50 people earn a second chance in their life following the  introduction of the 2015 Drug Dependence (Treatment not Imprisonment) Act 

Four years following the coming into force of the Drug Dependence (Treatment not Imprisonment) Act, Minister for Justice, Culture and Local Government Owen Bonnici announced that through the mechanisms introduced by this landmark legislation, a total of 50 people who were charged with drug-related offences have been given a second chance in their life after being deemed by the Drug Offenders Rehabilitation Board (DORB) to have successfully overcome drug addiction. 

“The Drug Dependence (Treatment not Imprisonment) Act was a defining moment in the way the State deals with victims of drug abuse. Four years down the line, results are showing that genuine victims of drug abuse should be seen as people needing assistance and not criminals,” stated Minister Bonnici. In fact, the new drug laws provide various means of assistance to people charged with drug offences and strong incentives to kick the habit.
The new law provided various reforms with the aim of addressing victims of drug abuse as people who principally need assistance to overcome the habit. 

Firstly, the new law provided that persons found in possession of a small number of drugs for personal use be tried in front of a Commissioner of Justice, rather than the Court of Magistrates. If found guilty, a fine of EUR50 to EUR100 is imposed for possession of cannabis, and a fine of EUR75 to EUR125 for possession of other drugs. This decriminalisation exercise had the effect of dealing with cases of simple possession from a social perspective and the results have been very positive. 

Secondly, the law provided that in the case simple possession of drugs other than cannabis, if a person is found guilty of this decriminalised offence twice in the period of two years, that person – rather than be considered a recidivist in terms of the Criminal Code – is referred to the DORB for treatment in order to overcome drug abuse.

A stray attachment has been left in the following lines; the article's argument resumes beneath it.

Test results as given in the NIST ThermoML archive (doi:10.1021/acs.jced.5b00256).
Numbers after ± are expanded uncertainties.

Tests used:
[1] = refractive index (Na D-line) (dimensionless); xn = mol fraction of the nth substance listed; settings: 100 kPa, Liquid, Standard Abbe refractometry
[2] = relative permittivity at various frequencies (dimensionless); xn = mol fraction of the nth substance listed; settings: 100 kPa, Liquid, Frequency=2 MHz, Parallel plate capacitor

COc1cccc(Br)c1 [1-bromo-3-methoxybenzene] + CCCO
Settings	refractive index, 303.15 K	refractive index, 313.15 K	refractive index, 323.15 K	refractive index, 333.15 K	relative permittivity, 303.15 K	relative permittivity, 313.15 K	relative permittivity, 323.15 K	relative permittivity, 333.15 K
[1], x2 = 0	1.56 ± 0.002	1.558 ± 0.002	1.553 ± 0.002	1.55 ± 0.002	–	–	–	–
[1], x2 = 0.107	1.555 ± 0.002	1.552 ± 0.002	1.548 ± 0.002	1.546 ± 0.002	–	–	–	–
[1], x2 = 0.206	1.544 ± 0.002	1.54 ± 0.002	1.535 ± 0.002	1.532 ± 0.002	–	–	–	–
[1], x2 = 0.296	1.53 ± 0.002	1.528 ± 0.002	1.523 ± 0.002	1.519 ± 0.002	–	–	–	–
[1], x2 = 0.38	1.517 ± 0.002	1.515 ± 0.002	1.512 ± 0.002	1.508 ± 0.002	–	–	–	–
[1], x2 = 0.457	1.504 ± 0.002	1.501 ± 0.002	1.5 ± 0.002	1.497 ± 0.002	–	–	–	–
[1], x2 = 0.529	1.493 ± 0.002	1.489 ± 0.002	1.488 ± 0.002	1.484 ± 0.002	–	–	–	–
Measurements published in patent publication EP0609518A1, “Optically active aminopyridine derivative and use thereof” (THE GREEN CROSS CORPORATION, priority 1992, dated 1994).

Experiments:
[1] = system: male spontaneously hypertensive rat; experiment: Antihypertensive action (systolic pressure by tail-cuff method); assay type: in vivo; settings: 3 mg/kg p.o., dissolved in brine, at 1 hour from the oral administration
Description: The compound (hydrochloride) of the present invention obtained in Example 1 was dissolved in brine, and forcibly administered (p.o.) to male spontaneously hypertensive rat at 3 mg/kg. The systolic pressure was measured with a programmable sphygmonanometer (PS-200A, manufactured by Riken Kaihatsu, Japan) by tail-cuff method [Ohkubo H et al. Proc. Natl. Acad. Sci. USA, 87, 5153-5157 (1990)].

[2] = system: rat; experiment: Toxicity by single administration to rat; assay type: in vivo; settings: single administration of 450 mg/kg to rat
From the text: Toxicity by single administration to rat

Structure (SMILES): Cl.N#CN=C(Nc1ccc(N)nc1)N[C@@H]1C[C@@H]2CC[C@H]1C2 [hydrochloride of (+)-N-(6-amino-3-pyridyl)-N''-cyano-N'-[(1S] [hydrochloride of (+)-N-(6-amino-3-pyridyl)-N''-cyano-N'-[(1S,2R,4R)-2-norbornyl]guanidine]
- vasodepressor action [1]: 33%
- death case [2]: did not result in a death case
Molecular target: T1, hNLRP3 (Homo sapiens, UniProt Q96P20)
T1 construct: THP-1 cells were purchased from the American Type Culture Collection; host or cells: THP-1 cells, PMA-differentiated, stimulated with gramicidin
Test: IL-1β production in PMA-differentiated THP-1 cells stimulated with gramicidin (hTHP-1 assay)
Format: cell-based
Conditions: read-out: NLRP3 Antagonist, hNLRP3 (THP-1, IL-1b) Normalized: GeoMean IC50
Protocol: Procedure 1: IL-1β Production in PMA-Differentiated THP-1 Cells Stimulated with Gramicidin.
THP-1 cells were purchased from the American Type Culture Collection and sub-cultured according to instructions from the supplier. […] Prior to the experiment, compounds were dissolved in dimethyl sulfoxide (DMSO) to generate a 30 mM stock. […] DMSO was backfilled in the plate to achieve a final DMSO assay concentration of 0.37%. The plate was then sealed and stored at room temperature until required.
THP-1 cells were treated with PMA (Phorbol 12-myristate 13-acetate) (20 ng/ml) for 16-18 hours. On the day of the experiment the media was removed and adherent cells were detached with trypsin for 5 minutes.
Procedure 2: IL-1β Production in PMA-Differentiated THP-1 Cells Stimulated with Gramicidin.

It is positive to note that out of a total of 2,710 people who were charged with simple possession, only 88 fell in the last category of being mandatorily referred for treatment for being found guilty twice in the period of two years. This effectively suggests that the arraignment in front of the Commissioner of Justice is leaving the desired effect.

Thirdly, the law provided that in the cases of aggravated possession and certain cases of drug trafficking, the Court of Magistrates may, upon an application of the accused, refer the accused to the DORB for treatment. 46 persons were referred for treatment to the DORB by the Court of Magistrates.  

Results show that from a total of 134 cases referred for treatment either from the Commissioner for Justice (88) or from the Court of Magistrates (46) in the last four years, a total of 50 persons were deemed by the DORB to have come out of the habit. Out of the total of 50 persons, 30 persons were referred from the Commissioner of Justice and 20 persons were referred by the Court of Magistrates.

Fourthly, the law provided that in the cases of aggravated possession and certain cases of drug trafficking, which attract a punishment of mandatory imprisonment, the Court of Magistrates is empowered to give an alternative punishment other than imprisonment upon positive advice of the DORB.  Out of the 20 persons who were referred by the Court of Magistrates and have successfully kicked the habit, 3 people have already been granted a judgment of non-imprisonment and the rest (17) are awaiting sentencing.

Minister Bonnici stated that initial results show that the Drug Dependence (Treatment not Imprisonment) Act is managing to reform lives and provide a second chance to those who earn it.